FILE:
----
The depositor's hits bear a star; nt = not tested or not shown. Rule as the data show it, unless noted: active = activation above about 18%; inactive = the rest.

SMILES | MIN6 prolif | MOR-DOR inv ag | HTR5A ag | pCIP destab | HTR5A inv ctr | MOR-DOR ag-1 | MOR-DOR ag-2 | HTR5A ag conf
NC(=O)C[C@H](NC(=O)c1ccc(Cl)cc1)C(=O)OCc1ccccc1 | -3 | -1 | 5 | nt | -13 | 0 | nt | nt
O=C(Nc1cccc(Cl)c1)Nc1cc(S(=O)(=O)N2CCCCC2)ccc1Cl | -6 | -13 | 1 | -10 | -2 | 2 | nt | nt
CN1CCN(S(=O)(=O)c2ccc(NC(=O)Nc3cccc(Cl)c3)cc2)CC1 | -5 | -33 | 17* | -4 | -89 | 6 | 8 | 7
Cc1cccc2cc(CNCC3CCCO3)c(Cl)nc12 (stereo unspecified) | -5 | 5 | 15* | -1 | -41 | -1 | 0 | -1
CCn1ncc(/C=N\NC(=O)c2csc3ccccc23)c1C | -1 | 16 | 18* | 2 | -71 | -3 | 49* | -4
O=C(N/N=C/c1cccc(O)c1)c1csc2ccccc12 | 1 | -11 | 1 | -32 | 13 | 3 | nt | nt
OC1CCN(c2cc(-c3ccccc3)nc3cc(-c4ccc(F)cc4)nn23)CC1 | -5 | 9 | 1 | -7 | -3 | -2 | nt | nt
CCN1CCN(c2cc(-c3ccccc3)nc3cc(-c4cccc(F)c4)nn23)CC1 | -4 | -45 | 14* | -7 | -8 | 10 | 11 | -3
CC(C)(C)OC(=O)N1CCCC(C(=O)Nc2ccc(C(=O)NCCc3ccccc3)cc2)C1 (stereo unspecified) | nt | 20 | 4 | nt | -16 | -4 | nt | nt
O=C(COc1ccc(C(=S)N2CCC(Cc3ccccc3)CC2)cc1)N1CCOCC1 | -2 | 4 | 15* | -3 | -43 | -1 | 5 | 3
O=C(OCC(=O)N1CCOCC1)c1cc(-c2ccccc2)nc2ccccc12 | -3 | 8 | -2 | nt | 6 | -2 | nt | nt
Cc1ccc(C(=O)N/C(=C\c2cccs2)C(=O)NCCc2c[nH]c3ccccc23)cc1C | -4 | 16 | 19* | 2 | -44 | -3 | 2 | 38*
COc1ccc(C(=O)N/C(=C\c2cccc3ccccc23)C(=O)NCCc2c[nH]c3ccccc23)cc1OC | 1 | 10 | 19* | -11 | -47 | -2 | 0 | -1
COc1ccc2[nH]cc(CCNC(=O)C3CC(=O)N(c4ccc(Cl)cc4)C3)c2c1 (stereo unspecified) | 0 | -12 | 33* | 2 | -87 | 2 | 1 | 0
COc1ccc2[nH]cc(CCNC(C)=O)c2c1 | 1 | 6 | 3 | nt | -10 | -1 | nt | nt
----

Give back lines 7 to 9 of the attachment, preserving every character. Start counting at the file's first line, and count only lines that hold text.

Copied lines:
CCn1ncc(/C=N\NC(=O)c2csc3ccccc23)c1C | -1 | 16 | 18* | 2 | -71 | -3 | 49* | -4
O=C(N/N=C/c1cccc(O)c1)c1csc2ccccc12 | 1 | -11 | 1 | -32 | 13 | 3 | nt | nt
OC1CCN(c2cc(-c3ccccc3)nc3cc(-c4ccc(F)cc4)nn23)CC1 | -5 | 9 | 1 | -7 | -3 | -2 | nt | nt